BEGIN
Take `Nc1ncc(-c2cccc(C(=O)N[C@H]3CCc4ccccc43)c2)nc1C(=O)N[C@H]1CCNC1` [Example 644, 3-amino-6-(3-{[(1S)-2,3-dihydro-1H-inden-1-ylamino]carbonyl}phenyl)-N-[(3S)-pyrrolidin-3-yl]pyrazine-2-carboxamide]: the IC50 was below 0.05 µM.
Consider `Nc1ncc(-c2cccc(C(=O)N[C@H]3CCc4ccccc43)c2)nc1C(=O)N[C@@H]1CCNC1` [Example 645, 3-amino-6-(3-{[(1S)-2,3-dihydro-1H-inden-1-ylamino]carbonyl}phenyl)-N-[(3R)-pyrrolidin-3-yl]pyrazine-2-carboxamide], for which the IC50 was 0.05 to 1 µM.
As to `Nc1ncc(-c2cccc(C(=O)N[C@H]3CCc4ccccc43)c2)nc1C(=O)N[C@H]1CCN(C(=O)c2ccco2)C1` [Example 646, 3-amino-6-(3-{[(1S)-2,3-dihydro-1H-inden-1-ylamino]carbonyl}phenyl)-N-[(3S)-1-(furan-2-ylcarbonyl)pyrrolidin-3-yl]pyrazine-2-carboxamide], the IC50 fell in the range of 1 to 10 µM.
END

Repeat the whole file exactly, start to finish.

Take `Nc1ncc(-c2cccc(C(=O)N[C@H]3CCc4ccccc43)c2)nc1C(=O)N[C@H]1CCNC1` [Example 644, 3-amino-6-(3-{[(1S)-2,3-dihydro-1H-inden-1-ylamino]carbonyl}phenyl)-N-[(3S)-pyrrolidin-3-yl]pyrazine-2-carboxamide]: the IC50 was below 0.05 µM.
Consider `Nc1ncc(-c2cccc(C(=O)N[C@H]3CCc4ccccc43)c2)nc1C(=O)N[C@@H]1CCNC1` [Example 645, 3-amino-6-(3-{[(1S)-2,3-dihydro-1H-inden-1-ylamino]carbonyl}phenyl)-N-[(3R)-pyrrolidin-3-yl]pyrazine-2-carboxamide], for which the IC50 was 0.05 to 1 µM.
As to `Nc1ncc(-c2cccc(C(=O)N[C@H]3CCc4ccccc43)c2)nc1C(=O)N[C@H]1CCN(C(=O)c2ccco2)C1` [Example 646, 3-amino-6-(3-{[(1S)-2,3-dihydro-1H-inden-1-ylamino]carbonyl}phenyl)-N-[(3S)-1-(furan-2-ylcarbonyl)pyrrolidin-3-yl]pyrazine-2-carboxamide], the IC50 fell in the range of 1 to 10 µM.